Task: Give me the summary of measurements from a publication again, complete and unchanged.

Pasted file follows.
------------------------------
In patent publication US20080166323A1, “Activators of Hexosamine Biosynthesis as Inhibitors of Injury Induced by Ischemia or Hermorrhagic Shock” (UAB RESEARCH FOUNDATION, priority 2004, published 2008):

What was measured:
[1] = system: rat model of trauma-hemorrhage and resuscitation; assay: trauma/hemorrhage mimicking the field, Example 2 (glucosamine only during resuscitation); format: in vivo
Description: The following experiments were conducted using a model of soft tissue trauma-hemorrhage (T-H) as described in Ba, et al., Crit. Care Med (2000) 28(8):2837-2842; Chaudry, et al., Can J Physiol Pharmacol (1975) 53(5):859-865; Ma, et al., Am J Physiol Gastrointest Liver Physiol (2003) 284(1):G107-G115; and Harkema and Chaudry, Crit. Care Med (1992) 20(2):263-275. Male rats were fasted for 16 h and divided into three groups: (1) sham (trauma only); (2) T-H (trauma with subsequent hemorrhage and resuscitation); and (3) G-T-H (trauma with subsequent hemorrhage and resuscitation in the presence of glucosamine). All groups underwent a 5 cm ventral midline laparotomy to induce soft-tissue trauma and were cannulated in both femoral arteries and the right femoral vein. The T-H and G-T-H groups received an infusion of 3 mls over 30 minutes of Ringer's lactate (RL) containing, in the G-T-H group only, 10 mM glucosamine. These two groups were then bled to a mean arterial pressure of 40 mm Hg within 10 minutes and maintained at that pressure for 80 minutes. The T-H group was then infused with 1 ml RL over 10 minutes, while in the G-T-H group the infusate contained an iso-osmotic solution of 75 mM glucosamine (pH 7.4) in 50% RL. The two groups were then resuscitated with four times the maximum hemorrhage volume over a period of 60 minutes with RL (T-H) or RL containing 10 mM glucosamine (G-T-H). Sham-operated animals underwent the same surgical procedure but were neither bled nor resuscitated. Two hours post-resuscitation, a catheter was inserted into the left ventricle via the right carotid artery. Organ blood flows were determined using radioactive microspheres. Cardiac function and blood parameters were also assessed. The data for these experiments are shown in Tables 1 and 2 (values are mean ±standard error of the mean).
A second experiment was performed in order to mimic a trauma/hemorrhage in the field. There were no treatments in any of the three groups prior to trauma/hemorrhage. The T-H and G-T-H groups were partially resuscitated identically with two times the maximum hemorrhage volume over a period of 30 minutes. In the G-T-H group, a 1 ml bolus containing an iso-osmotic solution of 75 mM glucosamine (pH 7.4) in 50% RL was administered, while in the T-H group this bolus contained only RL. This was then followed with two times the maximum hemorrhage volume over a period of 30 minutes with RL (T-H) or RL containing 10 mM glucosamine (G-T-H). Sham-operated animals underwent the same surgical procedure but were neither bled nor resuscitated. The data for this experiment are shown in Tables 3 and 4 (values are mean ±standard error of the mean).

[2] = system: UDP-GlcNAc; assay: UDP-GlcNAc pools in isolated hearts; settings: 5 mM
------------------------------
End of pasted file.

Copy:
In patent publication US20080166323A1, “Activators of Hexosamine Biosynthesis as Inhibitors of Injury Induced by Ischemia or Hermorrhagic Shock” (UAB RESEARCH FOUNDATION, priority 2004, published 2008):

What was measured:
[1] = system: rat model of trauma-hemorrhage and resuscitation; assay: trauma/hemorrhage mimicking the field, Example 2 (glucosamine only during resuscitation); format: in vivo
Description: The following experiments were conducted using a model of soft tissue trauma-hemorrhage (T-H) as described in Ba, et al., Crit. Care Med (2000) 28(8):2837-2842; Chaudry, et al., Can J Physiol Pharmacol (1975) 53(5):859-865; Ma, et al., Am J Physiol Gastrointest Liver Physiol (2003) 284(1):G107-G115; and Harkema and Chaudry, Crit. Care Med (1992) 20(2):263-275. Male rats were fasted for 16 h and divided into three groups: (1) sham (trauma only); (2) T-H (trauma with subsequent hemorrhage and resuscitation); and (3) G-T-H (trauma with subsequent hemorrhage and resuscitation in the presence of glucosamine). All groups underwent a 5 cm ventral midline laparotomy to induce soft-tissue trauma and were cannulated in both femoral arteries and the right femoral vein. The T-H and G-T-H groups received an infusion of 3 mls over 30 minutes of Ringer's lactate (RL) containing, in the G-T-H group only, 10 mM glucosamine. These two groups were then bled to a mean arterial pressure of 40 mm Hg within 10 minutes and maintained at that pressure for 80 minutes. The T-H group was then infused with 1 ml RL over 10 minutes, while in the G-T-H group the infusate contained an iso-osmotic solution of 75 mM glucosamine (pH 7.4) in 50% RL. The two groups were then resuscitated with four times the maximum hemorrhage volume over a period of 60 minutes with RL (T-H) or RL containing 10 mM glucosamine (G-T-H). Sham-operated animals underwent the same surgical procedure but were neither bled nor resuscitated. Two hours post-resuscitation, a catheter was inserted into the left ventricle via the right carotid artery. Organ blood flows were determined using radioactive microspheres. Cardiac function and blood parameters were also assessed. The data for these experiments are shown in Tables 1 and 2 (values are mean ±standard error of the mean).
A second experiment was performed in order to mimic a trauma/hemorrhage in the field. There were no treatments in any of the three groups prior to trauma/hemorrhage. The T-H and G-T-H groups were partially resuscitated identically with two times the maximum hemorrhage volume over a period of 30 minutes. In the G-T-H group, a 1 ml bolus containing an iso-osmotic solution of 75 mM glucosamine (pH 7.4) in 50% RL was administered, while in the T-H group this bolus contained only RL. This was then followed with two times the maximum hemorrhage volume over a period of 30 minutes with RL (T-H) or RL containing 10 mM glucosamine (G-T-H). Sham-operated animals underwent the same surgical procedure but were neither bled nor resuscitated. The data for this experiment are shown in Tables 3 and 4 (values are mean ±standard error of the mean).

[2] = system: UDP-GlcNAc; assay: UDP-GlcNAc pools in isolated hearts; settings: 5 mM